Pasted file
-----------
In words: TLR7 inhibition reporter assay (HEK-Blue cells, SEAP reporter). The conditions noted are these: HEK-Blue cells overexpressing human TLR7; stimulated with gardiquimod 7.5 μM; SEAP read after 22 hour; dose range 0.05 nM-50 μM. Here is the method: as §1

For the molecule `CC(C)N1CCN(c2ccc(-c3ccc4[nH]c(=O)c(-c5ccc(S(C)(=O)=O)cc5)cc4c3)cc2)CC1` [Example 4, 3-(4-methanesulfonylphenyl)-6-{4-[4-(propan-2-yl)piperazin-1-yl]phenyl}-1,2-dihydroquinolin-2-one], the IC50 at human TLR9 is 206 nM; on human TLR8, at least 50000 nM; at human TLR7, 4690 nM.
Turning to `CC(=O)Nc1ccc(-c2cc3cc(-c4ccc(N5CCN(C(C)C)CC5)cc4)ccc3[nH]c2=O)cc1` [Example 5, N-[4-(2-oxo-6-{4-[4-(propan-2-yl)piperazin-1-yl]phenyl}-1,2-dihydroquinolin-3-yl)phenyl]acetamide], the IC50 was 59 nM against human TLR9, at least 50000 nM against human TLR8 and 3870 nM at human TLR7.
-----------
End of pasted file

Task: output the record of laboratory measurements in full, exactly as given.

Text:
In words: TLR7 inhibition reporter assay (HEK-Blue cells, SEAP reporter). The conditions noted are these: HEK-Blue cells overexpressing human TLR7; stimulated with gardiquimod 7.5 μM; SEAP read after 22 hour; dose range 0.05 nM-50 μM. Here is the method: as §1

For the molecule `CC(C)N1CCN(c2ccc(-c3ccc4[nH]c(=O)c(-c5ccc(S(C)(=O)=O)cc5)cc4c3)cc2)CC1` [Example 4, 3-(4-methanesulfonylphenyl)-6-{4-[4-(propan-2-yl)piperazin-1-yl]phenyl}-1,2-dihydroquinolin-2-one], the IC50 at human TLR9 is 206 nM; on human TLR8, at least 50000 nM; at human TLR7, 4690 nM.
Turning to `CC(=O)Nc1ccc(-c2cc3cc(-c4ccc(N5CCN(C(C)C)CC5)cc4)ccc3[nH]c2=O)cc1` [Example 5, N-[4-(2-oxo-6-{4-[4-(propan-2-yl)piperazin-1-yl]phenyl}-1,2-dihydroquinolin-3-yl)phenyl]acetamide], the IC50 was 59 nM against human TLR9, at least 50000 nM against human TLR8 and 3870 nM at human TLR7.